After seven weeks, the world’s third-most-watched sporting event finally reached its conclusion at the famed Kensington Oval in Bridgeport, Barbados. Australia has been completely dominant in this tournament but when they faced Sri Lanka in the Super Eights, the Tigers rested two of its premier bowlers, so there was still a bit of intrigue.
But in the morning of the final, there was also a bit of rain. It looked like the delay would be short. Australia won the coin toss and elected to bat. But then the rains came down again. Eventually, when it did clear up to play, the umpires declared that the match would be shortened to 38 overs, which in retrospect was a bit of a mistake.
When it did begin, Adam Gilchrist and Matthew Hayden came to the crease for Australia. And while Lasith Malinga was able to keep the openers at bay, the same can’t be said for Chaminda Vaas and Dilhara Fernando. 22.4 overs into the innings, Hayden was sitting on 38. Next ball, he’s wicket was finally taken.
But Gilchrist went on, and while a World Cup final in any sport rarely establishes a new superstar, it does have a tendency to make legends. 1998 Soccer World Cup final, Zinedine Zidane. 2003 Rugby World Cup final, Jonny Wilkinson. 2007 Cricket World Cup final, Adam Gilchrist.
129 minutes, 104 balls, 13 fours, eight sixes, 149 runs. A place in Australian sporting lore.
After his dismissal, Ricky Ponting made 37. Andrew Symonds made 23. Australia finished 281 for 4.
A short break and it was Sri Lanka’s turn. Upul Tharanga didn’t help the cause making only six but then, Sanath Jayasuriya, the 37-year-old master batsman and Kumar Sangakkara. In his final competition, Jayasuriya made 63. Sangakkara made 54. Sri Lanka had a chance.
Then this final took a turn for the ridiculous. With intermittent rain stoppages, the required runs kept being adjusted under the Duckworth-Lewis Method. It really didn’t matter since Australia was taking wickets and the required run rate just kept going up.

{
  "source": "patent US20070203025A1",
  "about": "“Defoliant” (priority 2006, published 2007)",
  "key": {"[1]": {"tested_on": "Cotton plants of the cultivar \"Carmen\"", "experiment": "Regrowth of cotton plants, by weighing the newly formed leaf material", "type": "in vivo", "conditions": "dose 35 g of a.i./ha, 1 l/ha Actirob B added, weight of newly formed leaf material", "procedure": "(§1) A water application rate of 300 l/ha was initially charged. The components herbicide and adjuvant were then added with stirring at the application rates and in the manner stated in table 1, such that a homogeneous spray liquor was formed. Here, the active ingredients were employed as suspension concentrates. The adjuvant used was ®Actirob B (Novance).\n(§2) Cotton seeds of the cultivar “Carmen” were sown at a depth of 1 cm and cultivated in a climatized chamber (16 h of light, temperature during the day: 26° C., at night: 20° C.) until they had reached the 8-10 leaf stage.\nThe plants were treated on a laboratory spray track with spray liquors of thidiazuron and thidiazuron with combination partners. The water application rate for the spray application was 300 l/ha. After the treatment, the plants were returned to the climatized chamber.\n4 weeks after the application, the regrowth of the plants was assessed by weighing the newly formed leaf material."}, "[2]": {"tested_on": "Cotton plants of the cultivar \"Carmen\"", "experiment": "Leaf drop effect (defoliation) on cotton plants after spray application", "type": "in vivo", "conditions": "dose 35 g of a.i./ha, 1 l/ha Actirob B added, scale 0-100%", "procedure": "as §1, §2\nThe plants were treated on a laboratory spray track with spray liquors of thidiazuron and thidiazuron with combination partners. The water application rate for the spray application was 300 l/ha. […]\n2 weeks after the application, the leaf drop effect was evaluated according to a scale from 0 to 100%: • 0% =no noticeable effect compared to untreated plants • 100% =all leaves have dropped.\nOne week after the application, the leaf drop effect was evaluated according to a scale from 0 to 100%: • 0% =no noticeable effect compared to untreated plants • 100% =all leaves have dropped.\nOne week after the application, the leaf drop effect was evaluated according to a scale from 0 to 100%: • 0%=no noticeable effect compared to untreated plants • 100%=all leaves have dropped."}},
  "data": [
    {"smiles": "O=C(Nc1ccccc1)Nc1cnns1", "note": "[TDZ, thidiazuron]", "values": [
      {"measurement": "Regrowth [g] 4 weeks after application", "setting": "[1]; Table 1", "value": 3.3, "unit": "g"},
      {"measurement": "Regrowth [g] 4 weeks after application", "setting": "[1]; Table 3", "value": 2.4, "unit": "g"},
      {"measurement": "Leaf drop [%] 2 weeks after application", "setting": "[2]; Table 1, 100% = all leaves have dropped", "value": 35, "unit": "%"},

But then, perhaps the defining moment of this World Cup. It was the end of the 33rd over of what was now scheduled to be 36. It was becoming very dark in the stadium which had no floodlights. Sri Lanka needed 63 runs from 18 balls. Australia was counting down the balls while tributes were being spoken for their bowling legend Glenn McGrath who had just finished his final duties for his country.
The umpire went to speak to the batsmen Malinga and Vaas and apparently asked them if they wanted to ‘take the light’, in other words, concede the match due to bad light. The indication was that they did, touching off celebrations both on the grounds and the land down under.
But they didn’t. Umpire Aleem Dar came into the area where Australia was celebrating. Ponting had a look of disbelief. The presentation ceremony stands were ordered off. The commentators were outraged.
Three overs, that no one in the stands or the commentators had enough light to see, were played. Sri Lanka ended 215 for 8. Australia finally did get to lift the trophy in darkness while cricket officials wiped the egg off their faces. What a way for this to end.
It was a dominant performance for the three-time World Champions. No matter how this tournament went, that can’t be ignored.
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